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|Can You Ever Forgive Me?|
dir Marielle Heller
scr Nicole Holofcener, Jeff Whitty
prd Anne Carey, Amy Nauiokas, David Yarnell
with Melissa McCarthy, Richard E Grant, Dolly Wells, Jane Curtin, Ben Falcone, Gregory Korostishevsky, Stephen Spinella, Christian Navarro, Pun Bandhu, Erik LaRay Harvey, Brandon Scott Jones, Anna Deavere Smith
release US 19.Oct.18, UK 1.Feb.18
18/US Fox 1h46
Another round: McCarthy and Grant
TORONTO FILM FEST
|R E V I E W B Y R I C H C L I N E|
Based on an extraordinary true story, this low-key comedy-drama is a terrific showcase for Melissa McCarthy's acting skill, which gets lost in her sillier projects. It's a punchy tale about artistic frustration and the need to find an outlet for expression, even an illegal one. And while the events are actually rather serious, they unfold with plenty of offbeat wit and warmth.
In the early 1990s, author Lee Israel (McCarthy) is struggling to find a publisher for her next book. Her agent (Curtin) can't help, mainly because the curmudgeonly Lee has burned every bridge behind her. Then one day, almost by accident, she realises she's rather good at forging letters from famous wits like Noel Coward and Dorothy Parker. And collectors pay handsomely for them. Now able to pay her bills again, she befriends the nutty loner Jack (Grant), who helps her with the scam. But the FBI is on her trail.
Director Heller grounds the story realistically while infusing scenes with wry humour. Lee is a fascinating character, drab and grouchy but with a lacerating wit. Her put-downs and drunken antics have left her with no friends, aside from her equally tetchy cat. A fellow miscreant, Jack is overtly gay, while for Lee it's merely suggested, so this certainly isn't a romance. But the story's heart lies in their unusual friendship.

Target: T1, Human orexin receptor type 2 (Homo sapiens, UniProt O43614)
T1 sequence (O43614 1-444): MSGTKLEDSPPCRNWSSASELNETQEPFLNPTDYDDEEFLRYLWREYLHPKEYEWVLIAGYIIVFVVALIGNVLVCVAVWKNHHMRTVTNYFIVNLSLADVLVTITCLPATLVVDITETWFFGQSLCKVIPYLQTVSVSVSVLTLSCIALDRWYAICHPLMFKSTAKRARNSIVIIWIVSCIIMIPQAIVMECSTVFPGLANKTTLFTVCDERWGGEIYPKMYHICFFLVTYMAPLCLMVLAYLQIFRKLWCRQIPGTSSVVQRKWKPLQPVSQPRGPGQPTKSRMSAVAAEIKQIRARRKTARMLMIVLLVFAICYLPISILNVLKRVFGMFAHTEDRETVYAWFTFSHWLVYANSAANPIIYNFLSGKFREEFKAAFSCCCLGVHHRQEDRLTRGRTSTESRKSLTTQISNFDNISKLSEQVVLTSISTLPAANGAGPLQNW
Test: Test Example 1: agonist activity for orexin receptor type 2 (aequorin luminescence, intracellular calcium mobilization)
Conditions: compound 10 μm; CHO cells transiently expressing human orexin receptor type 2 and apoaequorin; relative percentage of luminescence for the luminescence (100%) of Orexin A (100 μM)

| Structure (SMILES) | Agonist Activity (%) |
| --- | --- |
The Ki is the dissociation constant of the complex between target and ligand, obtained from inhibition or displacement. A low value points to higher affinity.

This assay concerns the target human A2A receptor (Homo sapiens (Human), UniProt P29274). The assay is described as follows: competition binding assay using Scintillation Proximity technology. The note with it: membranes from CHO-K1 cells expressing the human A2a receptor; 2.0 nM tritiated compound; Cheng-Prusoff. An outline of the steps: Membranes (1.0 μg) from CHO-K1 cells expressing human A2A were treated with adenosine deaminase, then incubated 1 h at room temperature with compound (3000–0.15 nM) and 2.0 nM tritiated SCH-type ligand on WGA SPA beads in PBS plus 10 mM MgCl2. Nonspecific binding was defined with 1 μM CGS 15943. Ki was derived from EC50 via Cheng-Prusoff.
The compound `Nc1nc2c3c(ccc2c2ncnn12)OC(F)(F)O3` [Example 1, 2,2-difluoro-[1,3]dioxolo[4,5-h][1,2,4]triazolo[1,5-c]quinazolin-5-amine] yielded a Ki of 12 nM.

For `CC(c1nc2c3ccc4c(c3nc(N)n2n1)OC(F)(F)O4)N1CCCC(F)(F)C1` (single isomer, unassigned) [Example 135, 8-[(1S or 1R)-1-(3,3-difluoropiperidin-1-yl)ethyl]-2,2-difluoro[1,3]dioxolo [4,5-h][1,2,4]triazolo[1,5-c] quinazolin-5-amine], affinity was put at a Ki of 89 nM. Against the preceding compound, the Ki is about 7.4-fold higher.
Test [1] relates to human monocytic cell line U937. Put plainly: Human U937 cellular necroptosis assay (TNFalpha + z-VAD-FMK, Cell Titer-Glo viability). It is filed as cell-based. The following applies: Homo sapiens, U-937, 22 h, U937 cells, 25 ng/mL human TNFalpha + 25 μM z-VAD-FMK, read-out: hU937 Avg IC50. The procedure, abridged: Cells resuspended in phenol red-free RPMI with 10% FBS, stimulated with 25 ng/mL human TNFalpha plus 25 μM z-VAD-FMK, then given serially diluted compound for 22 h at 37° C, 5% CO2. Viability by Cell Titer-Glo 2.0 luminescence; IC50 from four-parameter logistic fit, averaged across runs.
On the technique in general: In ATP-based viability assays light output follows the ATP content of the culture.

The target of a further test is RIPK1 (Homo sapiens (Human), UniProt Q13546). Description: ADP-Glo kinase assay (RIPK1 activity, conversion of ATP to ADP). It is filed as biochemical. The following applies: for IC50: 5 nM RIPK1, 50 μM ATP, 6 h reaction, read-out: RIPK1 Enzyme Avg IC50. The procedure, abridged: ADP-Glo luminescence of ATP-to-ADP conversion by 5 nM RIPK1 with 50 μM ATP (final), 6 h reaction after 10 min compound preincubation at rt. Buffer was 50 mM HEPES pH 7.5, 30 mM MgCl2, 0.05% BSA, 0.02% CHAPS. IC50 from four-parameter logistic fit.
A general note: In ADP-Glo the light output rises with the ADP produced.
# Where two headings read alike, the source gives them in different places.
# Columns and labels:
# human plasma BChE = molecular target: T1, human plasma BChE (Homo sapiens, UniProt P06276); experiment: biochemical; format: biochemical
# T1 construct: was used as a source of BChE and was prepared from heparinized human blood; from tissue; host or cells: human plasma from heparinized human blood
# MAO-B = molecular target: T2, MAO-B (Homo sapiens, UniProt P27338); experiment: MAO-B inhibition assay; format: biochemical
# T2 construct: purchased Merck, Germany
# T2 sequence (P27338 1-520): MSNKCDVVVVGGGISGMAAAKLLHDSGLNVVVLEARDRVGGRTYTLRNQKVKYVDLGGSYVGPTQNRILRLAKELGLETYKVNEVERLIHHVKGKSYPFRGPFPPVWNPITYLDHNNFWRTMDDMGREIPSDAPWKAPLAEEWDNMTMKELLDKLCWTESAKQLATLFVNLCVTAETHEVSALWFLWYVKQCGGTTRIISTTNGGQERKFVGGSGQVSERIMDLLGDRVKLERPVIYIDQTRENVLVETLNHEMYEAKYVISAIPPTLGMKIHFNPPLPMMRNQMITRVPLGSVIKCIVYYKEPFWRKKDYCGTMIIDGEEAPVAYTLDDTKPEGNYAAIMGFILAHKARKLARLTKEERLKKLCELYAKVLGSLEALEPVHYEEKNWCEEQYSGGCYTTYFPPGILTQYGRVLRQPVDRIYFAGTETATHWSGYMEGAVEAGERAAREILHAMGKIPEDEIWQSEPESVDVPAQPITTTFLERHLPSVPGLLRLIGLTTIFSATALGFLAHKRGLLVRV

McCarthy is excellent as a woman who loves to tease people and is perhaps too smart to understand how she's hurting them. It's a dark performance that's still hilarious, as Lee refuses to tone down her cynicism for anyone. Opposite her, Grant steals his scenes as the larger-than-life Jack. Breezy and funny, he's a lost soul who compensates with his biting attitude. Side characters are also sharply drawn, perhaps because Lee would never let anyone boring get near her.
Even with this jagged humour, the film feels oddly underpowered. The story feels inadvertent, as Lee drifts into her life of crime and never really takes it seriously (it's more like a literary challenge to her). Even so, this is an astute look at a woman who finds her voice after writing about (and as) other people for so long. Her journey is amusing and painful, which makes it both entertaining and involving. And the fact that her book about these crimes (which this film is based on) became a bestseller is rather delicious irony.
|R E A D E R R E V I E W S|
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© 2018 by Rich Cline, Shadows on the Wall
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